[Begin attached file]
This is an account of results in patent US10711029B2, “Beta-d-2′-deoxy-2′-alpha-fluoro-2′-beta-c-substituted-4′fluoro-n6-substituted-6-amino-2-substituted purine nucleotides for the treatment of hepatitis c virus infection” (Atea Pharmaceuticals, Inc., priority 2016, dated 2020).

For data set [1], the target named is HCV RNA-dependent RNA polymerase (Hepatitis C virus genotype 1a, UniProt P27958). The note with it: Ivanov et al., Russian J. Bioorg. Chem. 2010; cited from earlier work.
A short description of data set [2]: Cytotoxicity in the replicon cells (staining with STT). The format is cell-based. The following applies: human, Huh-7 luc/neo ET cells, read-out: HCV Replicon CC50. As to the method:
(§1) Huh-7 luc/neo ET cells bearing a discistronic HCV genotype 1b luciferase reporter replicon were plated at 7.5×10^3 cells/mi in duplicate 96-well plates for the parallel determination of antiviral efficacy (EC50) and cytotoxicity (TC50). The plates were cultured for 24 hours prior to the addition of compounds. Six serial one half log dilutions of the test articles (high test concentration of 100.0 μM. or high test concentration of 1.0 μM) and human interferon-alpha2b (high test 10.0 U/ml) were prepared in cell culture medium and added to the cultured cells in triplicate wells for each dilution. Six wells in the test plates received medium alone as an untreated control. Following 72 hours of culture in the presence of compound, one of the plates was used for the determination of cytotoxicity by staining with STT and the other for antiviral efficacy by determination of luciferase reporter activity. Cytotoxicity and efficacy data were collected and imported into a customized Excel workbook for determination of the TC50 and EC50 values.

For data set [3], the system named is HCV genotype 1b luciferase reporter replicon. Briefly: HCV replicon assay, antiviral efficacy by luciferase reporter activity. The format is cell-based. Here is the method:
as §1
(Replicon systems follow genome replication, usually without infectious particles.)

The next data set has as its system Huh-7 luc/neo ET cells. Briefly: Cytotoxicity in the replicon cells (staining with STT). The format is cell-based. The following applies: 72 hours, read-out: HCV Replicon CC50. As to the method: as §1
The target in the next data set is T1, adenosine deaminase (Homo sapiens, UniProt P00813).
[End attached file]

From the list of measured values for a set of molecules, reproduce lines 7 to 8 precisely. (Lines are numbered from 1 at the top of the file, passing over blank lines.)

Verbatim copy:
(Replicon systems follow genome replication, usually without infectious particles.)

The next data set has as its system Huh-7 luc/neo ET cells. Briefly: Cytotoxicity in the replicon cells (staining with STT). The format is cell-based. The following applies: 72 hours, read-out: HCV Replicon CC50. As to the method: as §1